How to Develop Potential Leaders Leadership

How to Develop Potential Leaders by Giving Them New Projects and Tasks

In his book, Developing the Leaders Around You, John Maxwell writes, “Varied experiences add incredibly to people’s development. It keeps them growing, stretching, and learning. The broader people’s base of experience, the better they will be at handling new challenges, solving problems, and overcoming difficult situations” (p. 118).

Providing potential leaders with new projects and tasks gives them the skills they need to develop into leaders. Thankfully, this idea helps current leaders because they can get rid of projects they are working on which can easily be delegated to potential leaders. However, this is not an opportunity for leaders to dump tasks that leaders do not want to do onto potential leaders.

How to Develop Potential Leaders by Giving Them New Projects and Tasks

Photo Credit: Robert Sullivan

If you are a leader that needs to develop potential leaders, here’s how you can develop those potential leaders. 


Leaders must be intentional about what they delegate. Three criteria are important to follow when leaders look for projects to delegate to potential leaders.

  1. The project must be something that leaders regularly do.
  2. The project must be something that will develop the qualities and skills of potential leaders.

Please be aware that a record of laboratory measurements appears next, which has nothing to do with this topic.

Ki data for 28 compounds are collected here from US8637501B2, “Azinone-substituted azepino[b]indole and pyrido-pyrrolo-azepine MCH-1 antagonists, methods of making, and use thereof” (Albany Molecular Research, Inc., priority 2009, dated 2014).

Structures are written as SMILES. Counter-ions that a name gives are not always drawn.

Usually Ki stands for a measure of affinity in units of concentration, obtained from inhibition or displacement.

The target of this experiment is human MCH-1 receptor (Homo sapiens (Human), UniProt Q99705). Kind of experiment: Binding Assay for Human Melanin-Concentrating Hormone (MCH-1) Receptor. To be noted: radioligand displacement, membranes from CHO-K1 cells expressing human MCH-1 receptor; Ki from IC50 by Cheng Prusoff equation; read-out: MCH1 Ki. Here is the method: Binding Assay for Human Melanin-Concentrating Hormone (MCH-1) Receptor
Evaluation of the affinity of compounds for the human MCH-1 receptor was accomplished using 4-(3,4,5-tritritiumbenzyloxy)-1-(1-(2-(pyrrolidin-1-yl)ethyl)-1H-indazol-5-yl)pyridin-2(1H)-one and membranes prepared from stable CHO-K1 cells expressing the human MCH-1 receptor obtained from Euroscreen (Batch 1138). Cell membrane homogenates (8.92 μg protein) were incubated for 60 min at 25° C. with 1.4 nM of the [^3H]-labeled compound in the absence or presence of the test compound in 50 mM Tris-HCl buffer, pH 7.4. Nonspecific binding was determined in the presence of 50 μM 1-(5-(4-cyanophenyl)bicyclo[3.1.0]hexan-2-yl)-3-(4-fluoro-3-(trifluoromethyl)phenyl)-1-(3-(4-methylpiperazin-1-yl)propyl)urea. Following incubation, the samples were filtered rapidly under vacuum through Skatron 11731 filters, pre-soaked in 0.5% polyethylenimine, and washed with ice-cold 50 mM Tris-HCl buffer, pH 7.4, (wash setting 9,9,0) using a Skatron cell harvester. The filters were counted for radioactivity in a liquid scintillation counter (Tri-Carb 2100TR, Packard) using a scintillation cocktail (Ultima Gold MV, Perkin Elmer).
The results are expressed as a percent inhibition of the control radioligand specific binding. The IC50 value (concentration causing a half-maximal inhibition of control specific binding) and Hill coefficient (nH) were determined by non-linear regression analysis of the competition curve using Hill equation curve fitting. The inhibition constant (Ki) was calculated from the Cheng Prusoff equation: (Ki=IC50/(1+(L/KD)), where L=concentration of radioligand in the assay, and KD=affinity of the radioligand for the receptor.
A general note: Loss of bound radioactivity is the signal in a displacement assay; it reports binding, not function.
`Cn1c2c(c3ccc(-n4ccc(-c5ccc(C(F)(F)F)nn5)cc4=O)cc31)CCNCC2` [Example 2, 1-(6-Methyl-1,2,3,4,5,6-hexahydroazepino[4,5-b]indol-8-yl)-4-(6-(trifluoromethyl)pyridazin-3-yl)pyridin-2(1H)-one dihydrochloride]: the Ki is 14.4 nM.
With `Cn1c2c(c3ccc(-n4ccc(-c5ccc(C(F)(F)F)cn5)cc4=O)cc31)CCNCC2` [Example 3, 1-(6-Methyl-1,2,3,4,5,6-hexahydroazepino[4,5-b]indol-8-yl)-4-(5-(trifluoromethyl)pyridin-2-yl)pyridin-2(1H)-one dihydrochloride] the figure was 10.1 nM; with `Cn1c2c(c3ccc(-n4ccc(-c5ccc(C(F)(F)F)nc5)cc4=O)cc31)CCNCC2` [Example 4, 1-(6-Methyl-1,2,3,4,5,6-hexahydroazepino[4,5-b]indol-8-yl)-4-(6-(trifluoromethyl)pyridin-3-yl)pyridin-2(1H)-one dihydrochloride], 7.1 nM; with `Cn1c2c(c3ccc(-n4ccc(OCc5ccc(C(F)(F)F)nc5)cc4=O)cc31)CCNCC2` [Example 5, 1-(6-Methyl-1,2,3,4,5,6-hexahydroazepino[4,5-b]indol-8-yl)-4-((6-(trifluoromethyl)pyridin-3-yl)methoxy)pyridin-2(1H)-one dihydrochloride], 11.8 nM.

3. The project must be something that potential leaders have both the capability and potential to do.

With those three criteria in mind, current leaders can delegate a new project they have wanted to start but have not had the time. Or, current leaders can delegate some of their recurring work so they have time to start a new project.


Every CEO, board member, and senior-level manager wants to see results. However, developing leaders is difficult to measure.

One way that leaders can show they are developing leaders is through the results of potential leaders’ work. Current leaders can show upper-level management that new projects have been started or old ones have been improved because of the work that current leaders delegated to potential leaders.

If leaders can show they have been more productive because they delegated work to potential leaders, then current leaders can show the results of leadership development in potential leaders.


I cannot stress enough that giving potential leaders new projects and tasks is not an excuse to dump unwanted work. Busy leaders must think strategically about what projects and tasks they can give to potential leaders for leadership development.


By Christopher L. Scott

Christopher L. Scott serves as senior pastor at Lakeview Missionary Church in Moses Lake, Washington. Through his writing ministry more than 250,000 copies of his articles, devotions, and tracts are distributed each month through Christian publishers. Learn more at